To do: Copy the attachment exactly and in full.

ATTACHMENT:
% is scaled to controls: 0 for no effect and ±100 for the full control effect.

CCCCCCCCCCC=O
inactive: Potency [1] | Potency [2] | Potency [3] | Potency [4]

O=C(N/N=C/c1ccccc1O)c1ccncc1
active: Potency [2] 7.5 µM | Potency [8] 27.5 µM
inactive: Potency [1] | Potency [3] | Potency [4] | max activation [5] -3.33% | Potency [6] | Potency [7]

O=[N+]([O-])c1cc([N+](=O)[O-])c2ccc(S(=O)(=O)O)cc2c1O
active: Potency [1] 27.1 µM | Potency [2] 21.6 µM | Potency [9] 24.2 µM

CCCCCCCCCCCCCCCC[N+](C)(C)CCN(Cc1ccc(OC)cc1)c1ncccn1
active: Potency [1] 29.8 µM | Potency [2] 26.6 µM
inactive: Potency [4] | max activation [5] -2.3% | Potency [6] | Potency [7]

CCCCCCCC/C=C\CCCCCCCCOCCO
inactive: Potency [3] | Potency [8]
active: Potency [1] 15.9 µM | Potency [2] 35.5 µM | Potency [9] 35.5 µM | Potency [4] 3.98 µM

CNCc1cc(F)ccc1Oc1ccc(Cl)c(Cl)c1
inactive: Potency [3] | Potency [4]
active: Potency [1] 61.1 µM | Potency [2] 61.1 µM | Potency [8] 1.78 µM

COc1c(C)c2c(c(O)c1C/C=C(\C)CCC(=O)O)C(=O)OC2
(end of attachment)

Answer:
% is scaled to controls: 0 for no effect and ±100 for the full control effect.

CCCCCCCCCCC=O
inactive: Potency [1] | Potency [2] | Potency [3] | Potency [4]

O=C(N/N=C/c1ccccc1O)c1ccncc1
active: Potency [2] 7.5 µM | Potency [8] 27.5 µM
inactive: Potency [1] | Potency [3] | Potency [4] | max activation [5] -3.33% | Potency [6] | Potency [7]

O=[N+]([O-])c1cc([N+](=O)[O-])c2ccc(S(=O)(=O)O)cc2c1O
active: Potency [1] 27.1 µM | Potency [2] 21.6 µM | Potency [9] 24.2 µM

CCCCCCCCCCCCCCCC[N+](C)(C)CCN(Cc1ccc(OC)cc1)c1ncccn1
active: Potency [1] 29.8 µM | Potency [2] 26.6 µM
inactive: Potency [4] | max activation [5] -2.3% | Potency [6] | Potency [7]

CCCCCCCC/C=C\CCCCCCCCOCCO
inactive: Potency [3] | Potency [8]
active: Potency [1] 15.9 µM | Potency [2] 35.5 µM | Potency [9] 35.5 µM | Potency [4] 3.98 µM

CNCc1cc(F)ccc1Oc1ccc(Cl)c(Cl)c1
inactive: Potency [3] | Potency [4]
active: Potency [1] 61.1 µM | Potency [2] 61.1 µM | Potency [8] 1.78 µM

COc1c(C)c2c(c(O)c1C/C=C(\C)CCC(=O)O)C(=O)OC2